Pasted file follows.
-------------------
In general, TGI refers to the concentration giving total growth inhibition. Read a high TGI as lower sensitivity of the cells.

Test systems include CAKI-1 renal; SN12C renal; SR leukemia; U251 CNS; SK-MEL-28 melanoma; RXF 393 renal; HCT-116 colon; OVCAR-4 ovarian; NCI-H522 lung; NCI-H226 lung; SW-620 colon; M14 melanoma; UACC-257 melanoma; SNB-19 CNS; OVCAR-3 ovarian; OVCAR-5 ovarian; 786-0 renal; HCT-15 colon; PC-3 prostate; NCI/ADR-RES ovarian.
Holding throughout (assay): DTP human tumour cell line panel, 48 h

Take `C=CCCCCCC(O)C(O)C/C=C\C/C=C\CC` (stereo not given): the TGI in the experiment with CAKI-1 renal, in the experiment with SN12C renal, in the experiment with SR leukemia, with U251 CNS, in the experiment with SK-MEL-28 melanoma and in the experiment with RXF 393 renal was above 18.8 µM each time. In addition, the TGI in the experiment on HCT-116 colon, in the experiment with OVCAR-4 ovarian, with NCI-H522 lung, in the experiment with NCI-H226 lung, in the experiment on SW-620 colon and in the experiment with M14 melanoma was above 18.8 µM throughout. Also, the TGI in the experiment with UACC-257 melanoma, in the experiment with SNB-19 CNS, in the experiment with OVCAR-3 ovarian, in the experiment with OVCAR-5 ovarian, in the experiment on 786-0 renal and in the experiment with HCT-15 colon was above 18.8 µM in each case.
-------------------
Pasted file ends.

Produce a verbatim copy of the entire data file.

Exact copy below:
In general, TGI refers to the concentration giving total growth inhibition. Read a high TGI as lower sensitivity of the cells.

Test systems include CAKI-1 renal; SN12C renal; SR leukemia; U251 CNS; SK-MEL-28 melanoma; RXF 393 renal; HCT-116 colon; OVCAR-4 ovarian; NCI-H522 lung; NCI-H226 lung; SW-620 colon; M14 melanoma; UACC-257 melanoma; SNB-19 CNS; OVCAR-3 ovarian; OVCAR-5 ovarian; 786-0 renal; HCT-15 colon; PC-3 prostate; NCI/ADR-RES ovarian.
Holding throughout (assay): DTP human tumour cell line panel, 48 h

Take `C=CCCCCCC(O)C(O)C/C=C\C/C=C\CC` (stereo not given): the TGI in the experiment with CAKI-1 renal, in the experiment with SN12C renal, in the experiment with SR leukemia, with U251 CNS, in the experiment with SK-MEL-28 melanoma and in the experiment with RXF 393 renal was above 18.8 µM each time. In addition, the TGI in the experiment on HCT-116 colon, in the experiment with OVCAR-4 ovarian, with NCI-H522 lung, in the experiment with NCI-H226 lung, in the experiment on SW-620 colon and in the experiment with M14 melanoma was above 18.8 µM throughout. Also, the TGI in the experiment with UACC-257 melanoma, in the experiment with SNB-19 CNS, in the experiment with OVCAR-3 ovarian, in the experiment with OVCAR-5 ovarian, in the experiment on 786-0 renal and in the experiment with HCT-15 colon was above 18.8 µM in each case.